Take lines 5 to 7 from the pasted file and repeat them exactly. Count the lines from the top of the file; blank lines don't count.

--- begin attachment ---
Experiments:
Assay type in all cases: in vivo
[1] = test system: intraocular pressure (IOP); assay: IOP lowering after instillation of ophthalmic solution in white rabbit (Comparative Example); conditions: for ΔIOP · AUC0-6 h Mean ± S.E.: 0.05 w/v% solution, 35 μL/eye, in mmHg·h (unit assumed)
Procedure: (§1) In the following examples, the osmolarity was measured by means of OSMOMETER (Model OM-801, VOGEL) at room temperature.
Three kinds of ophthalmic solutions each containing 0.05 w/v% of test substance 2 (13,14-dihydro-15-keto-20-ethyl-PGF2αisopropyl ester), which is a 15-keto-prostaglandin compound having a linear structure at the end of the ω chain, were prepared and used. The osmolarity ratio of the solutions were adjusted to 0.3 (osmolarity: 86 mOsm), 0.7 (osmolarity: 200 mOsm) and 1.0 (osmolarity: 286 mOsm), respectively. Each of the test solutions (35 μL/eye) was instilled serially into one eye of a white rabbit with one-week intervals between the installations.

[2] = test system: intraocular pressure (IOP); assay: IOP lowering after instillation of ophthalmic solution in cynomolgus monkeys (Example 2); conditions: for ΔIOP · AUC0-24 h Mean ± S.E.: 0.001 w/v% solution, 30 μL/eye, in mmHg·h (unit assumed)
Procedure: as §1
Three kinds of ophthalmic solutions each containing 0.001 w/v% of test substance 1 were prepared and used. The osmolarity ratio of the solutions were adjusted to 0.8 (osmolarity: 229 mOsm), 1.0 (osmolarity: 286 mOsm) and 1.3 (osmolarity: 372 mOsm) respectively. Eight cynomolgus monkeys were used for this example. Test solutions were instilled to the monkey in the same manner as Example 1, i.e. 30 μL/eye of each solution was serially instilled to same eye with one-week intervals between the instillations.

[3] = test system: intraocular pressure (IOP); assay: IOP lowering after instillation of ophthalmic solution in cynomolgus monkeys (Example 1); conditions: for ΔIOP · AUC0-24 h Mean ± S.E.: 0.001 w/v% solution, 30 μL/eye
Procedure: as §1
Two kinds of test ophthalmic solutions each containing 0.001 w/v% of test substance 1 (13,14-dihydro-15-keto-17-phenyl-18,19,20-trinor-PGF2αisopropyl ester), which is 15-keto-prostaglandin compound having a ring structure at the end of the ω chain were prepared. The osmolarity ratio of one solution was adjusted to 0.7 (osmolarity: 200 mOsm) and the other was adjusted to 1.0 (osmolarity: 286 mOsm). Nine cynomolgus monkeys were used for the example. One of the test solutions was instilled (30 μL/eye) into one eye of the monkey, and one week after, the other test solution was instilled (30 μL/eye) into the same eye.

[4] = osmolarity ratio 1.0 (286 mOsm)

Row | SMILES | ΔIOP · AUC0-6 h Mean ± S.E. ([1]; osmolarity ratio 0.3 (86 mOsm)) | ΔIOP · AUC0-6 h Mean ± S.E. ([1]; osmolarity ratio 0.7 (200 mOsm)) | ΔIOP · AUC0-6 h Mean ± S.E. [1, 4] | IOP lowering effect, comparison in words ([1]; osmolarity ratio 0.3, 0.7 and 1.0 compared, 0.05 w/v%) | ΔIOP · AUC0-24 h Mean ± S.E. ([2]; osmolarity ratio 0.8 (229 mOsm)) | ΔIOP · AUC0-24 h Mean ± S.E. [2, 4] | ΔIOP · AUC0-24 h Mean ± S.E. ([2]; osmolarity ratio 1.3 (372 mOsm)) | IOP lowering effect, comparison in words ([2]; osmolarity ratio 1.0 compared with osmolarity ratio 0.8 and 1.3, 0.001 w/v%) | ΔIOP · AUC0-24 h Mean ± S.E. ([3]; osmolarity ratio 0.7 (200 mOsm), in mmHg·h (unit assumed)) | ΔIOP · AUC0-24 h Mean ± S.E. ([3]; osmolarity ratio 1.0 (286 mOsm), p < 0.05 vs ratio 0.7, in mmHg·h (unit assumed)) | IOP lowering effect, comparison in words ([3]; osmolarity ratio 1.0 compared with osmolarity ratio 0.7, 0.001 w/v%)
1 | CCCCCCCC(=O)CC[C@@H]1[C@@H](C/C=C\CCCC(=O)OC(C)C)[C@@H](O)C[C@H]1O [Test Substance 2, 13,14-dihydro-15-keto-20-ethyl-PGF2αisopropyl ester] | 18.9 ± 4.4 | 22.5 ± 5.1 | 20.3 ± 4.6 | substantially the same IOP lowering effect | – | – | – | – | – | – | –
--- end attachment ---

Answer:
Three kinds of ophthalmic solutions each containing 0.05 w/v% of test substance 2 (13,14-dihydro-15-keto-20-ethyl-PGF2αisopropyl ester), which is a 15-keto-prostaglandin compound having a linear structure at the end of the ω chain, were prepared and used. The osmolarity ratio of the solutions were adjusted to 0.3 (osmolarity: 86 mOsm), 0.7 (osmolarity: 200 mOsm) and 1.0 (osmolarity: 286 mOsm), respectively. Each of the test solutions (35 μL/eye) was instilled serially into one eye of a white rabbit with one-week intervals between the installations.

[2] = test system: intraocular pressure (IOP); assay: IOP lowering after instillation of ophthalmic solution in cynomolgus monkeys (Example 2); conditions: for ΔIOP · AUC0-24 h Mean ± S.E.: 0.001 w/v% solution, 30 μL/eye, in mmHg·h (unit assumed)
Procedure: as §1